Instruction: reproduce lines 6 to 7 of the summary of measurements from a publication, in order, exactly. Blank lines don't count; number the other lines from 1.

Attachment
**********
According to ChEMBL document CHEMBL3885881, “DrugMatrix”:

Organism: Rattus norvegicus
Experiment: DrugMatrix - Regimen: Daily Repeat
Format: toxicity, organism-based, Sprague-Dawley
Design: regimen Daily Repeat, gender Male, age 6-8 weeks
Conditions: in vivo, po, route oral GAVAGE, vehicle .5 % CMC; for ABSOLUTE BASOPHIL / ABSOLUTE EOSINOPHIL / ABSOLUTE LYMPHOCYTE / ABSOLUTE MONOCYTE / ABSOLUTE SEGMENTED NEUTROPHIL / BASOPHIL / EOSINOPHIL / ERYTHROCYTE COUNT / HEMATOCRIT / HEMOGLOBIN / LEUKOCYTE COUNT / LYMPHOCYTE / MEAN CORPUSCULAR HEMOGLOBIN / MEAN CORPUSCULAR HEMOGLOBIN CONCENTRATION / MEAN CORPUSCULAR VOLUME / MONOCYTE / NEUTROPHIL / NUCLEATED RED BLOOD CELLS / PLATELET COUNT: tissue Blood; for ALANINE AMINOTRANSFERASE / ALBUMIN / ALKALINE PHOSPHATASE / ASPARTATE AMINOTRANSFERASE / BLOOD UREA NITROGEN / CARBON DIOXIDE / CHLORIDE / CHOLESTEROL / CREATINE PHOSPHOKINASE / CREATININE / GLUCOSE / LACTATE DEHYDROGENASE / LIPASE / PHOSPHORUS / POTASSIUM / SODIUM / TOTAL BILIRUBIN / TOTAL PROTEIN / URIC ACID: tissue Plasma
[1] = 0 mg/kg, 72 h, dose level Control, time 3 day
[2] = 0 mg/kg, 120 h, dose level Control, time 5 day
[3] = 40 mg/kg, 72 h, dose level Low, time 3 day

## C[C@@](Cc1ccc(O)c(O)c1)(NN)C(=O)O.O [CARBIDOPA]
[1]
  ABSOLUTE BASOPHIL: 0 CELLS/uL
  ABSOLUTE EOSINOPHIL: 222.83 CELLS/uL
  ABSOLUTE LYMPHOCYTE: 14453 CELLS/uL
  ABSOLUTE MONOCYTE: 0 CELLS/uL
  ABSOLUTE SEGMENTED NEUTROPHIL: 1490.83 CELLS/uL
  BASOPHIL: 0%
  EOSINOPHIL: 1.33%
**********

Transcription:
Conditions: in vivo, po, route oral GAVAGE, vehicle .5 % CMC; for ABSOLUTE BASOPHIL / ABSOLUTE EOSINOPHIL / ABSOLUTE LYMPHOCYTE / ABSOLUTE MONOCYTE / ABSOLUTE SEGMENTED NEUTROPHIL / BASOPHIL / EOSINOPHIL / ERYTHROCYTE COUNT / HEMATOCRIT / HEMOGLOBIN / LEUKOCYTE COUNT / LYMPHOCYTE / MEAN CORPUSCULAR HEMOGLOBIN / MEAN CORPUSCULAR HEMOGLOBIN CONCENTRATION / MEAN CORPUSCULAR VOLUME / MONOCYTE / NEUTROPHIL / NUCLEATED RED BLOOD CELLS / PLATELET COUNT: tissue Blood; for ALANINE AMINOTRANSFERASE / ALBUMIN / ALKALINE PHOSPHATASE / ASPARTATE AMINOTRANSFERASE / BLOOD UREA NITROGEN / CARBON DIOXIDE / CHLORIDE / CHOLESTEROL / CREATINE PHOSPHOKINASE / CREATININE / GLUCOSE / LACTATE DEHYDROGENASE / LIPASE / PHOSPHORUS / POTASSIUM / SODIUM / TOTAL BILIRUBIN / TOTAL PROTEIN / URIC ACID: tissue Plasma
[1] = 0 mg/kg, 72 h, dose level Control, time 3 day